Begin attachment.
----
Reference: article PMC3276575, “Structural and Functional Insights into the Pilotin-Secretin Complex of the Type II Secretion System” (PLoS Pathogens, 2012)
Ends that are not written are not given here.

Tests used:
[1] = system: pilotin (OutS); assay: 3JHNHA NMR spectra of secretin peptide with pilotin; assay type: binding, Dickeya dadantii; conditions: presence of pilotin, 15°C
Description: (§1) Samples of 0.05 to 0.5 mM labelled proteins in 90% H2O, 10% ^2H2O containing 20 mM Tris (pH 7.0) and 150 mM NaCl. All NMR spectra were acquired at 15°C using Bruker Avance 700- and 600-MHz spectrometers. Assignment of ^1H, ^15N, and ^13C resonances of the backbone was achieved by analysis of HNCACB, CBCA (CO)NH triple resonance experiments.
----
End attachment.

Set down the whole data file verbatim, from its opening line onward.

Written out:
Reference: article PMC3276575, “Structural and Functional Insights into the Pilotin-Secretin Complex of the Type II Secretion System” (PLoS Pathogens, 2012)
Ends that are not written are not given here.

Tests used:
[1] = system: pilotin (OutS); assay: 3JHNHA NMR spectra of secretin peptide with pilotin; assay type: binding, Dickeya dadantii; conditions: presence of pilotin, 15°C
Description: (§1) Samples of 0.05 to 0.5 mM labelled proteins in 90% H2O, 10% ^2H2O containing 20 mM Tris (pH 7.0) and 150 mM NaCl. All NMR spectra were acquired at 15°C using Bruker Avance 700- and 600-MHz spectrometers. Assignment of ^1H, ^15N, and ^13C resonances of the backbone was achieved by analysis of HNCACB, CBCA (CO)NH triple resonance experiments.